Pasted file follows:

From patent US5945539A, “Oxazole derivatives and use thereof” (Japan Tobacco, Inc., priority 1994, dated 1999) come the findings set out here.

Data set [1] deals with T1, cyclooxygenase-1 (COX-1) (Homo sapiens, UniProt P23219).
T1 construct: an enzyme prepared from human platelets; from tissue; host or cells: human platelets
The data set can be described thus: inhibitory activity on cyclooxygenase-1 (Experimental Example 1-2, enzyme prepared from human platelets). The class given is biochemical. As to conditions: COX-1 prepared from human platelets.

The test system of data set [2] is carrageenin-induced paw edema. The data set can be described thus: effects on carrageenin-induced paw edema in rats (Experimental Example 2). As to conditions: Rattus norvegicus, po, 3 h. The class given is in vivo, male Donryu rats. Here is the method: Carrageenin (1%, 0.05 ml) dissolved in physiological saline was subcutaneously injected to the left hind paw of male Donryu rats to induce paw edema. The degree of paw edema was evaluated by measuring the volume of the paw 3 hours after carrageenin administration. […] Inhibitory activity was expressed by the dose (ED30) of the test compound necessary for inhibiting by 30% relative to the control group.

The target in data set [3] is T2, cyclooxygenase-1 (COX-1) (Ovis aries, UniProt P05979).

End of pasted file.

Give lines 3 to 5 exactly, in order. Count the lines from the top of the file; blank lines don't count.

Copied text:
T1 construct: an enzyme prepared from human platelets; from tissue; host or cells: human platelets
The data set can be described thus: inhibitory activity on cyclooxygenase-1 (Experimental Example 1-2, enzyme prepared from human platelets). The class given is biochemical. As to conditions: COX-1 prepared from human platelets.

The test system of data set [2] is carrageenin-induced paw edema. The data set can be described thus: effects on carrageenin-induced paw edema in rats (Experimental Example 2). As to conditions: Rattus norvegicus, po, 3 h. The class given is in vivo, male Donryu rats. Here is the method: Carrageenin (1%, 0.05 ml) dissolved in physiological saline was subcutaneously injected to the left hind paw of male Donryu rats to induce paw edema. The degree of paw edema was evaluated by measuring the volume of the paw 3 hours after carrageenin administration. […] Inhibitory activity was expressed by the dose (ED30) of the test compound necessary for inhibiting by 30% relative to the control group.